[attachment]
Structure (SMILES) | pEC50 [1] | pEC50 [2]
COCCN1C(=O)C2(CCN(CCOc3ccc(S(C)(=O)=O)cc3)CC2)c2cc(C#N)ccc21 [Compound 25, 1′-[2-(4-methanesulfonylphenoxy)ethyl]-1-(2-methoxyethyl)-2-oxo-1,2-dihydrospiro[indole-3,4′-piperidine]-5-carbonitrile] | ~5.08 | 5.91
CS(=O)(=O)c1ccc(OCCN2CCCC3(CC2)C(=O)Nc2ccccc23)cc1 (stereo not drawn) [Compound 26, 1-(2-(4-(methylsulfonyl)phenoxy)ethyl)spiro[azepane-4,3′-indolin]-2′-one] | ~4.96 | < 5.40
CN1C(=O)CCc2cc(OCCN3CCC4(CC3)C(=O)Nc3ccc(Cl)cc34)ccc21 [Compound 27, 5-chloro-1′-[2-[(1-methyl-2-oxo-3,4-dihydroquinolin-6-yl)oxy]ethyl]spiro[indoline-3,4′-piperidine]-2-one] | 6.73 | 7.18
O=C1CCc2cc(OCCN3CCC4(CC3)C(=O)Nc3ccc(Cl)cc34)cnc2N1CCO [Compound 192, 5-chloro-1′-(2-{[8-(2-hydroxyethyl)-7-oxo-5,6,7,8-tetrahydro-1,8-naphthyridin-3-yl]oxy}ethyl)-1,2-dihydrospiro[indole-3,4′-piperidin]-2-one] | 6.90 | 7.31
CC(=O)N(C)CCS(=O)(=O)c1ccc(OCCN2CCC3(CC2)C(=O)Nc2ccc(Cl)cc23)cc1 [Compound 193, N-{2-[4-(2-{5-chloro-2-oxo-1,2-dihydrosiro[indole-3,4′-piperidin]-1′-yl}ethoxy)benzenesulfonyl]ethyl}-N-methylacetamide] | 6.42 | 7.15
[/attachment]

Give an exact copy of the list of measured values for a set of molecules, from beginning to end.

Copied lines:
Structure (SMILES) | pEC50 [1] | pEC50 [2]
COCCN1C(=O)C2(CCN(CCOc3ccc(S(C)(=O)=O)cc3)CC2)c2cc(C#N)ccc21 [Compound 25, 1′-[2-(4-methanesulfonylphenoxy)ethyl]-1-(2-methoxyethyl)-2-oxo-1,2-dihydrospiro[indole-3,4′-piperidine]-5-carbonitrile] | ~5.08 | 5.91
CS(=O)(=O)c1ccc(OCCN2CCCC3(CC2)C(=O)Nc2ccccc23)cc1 (stereo not drawn) [Compound 26, 1-(2-(4-(methylsulfonyl)phenoxy)ethyl)spiro[azepane-4,3′-indolin]-2′-one] | ~4.96 | < 5.40
CN1C(=O)CCc2cc(OCCN3CCC4(CC3)C(=O)Nc3ccc(Cl)cc34)ccc21 [Compound 27, 5-chloro-1′-[2-[(1-methyl-2-oxo-3,4-dihydroquinolin-6-yl)oxy]ethyl]spiro[indoline-3,4′-piperidine]-2-one] | 6.73 | 7.18
O=C1CCc2cc(OCCN3CCC4(CC3)C(=O)Nc3ccc(Cl)cc34)cnc2N1CCO [Compound 192, 5-chloro-1′-(2-{[8-(2-hydroxyethyl)-7-oxo-5,6,7,8-tetrahydro-1,8-naphthyridin-3-yl]oxy}ethyl)-1,2-dihydrospiro[indole-3,4′-piperidin]-2-one] | 6.90 | 7.31
CC(=O)N(C)CCS(=O)(=O)c1ccc(OCCN2CCC3(CC2)C(=O)Nc2ccc(Cl)cc23)cc1 [Compound 193, N-{2-[4-(2-{5-chloro-2-oxo-1,2-dihydrosiro[indole-3,4′-piperidin]-1′-yl}ethoxy)benzenesulfonyl]ethyl}-N-methylacetamide] | 6.42 | 7.15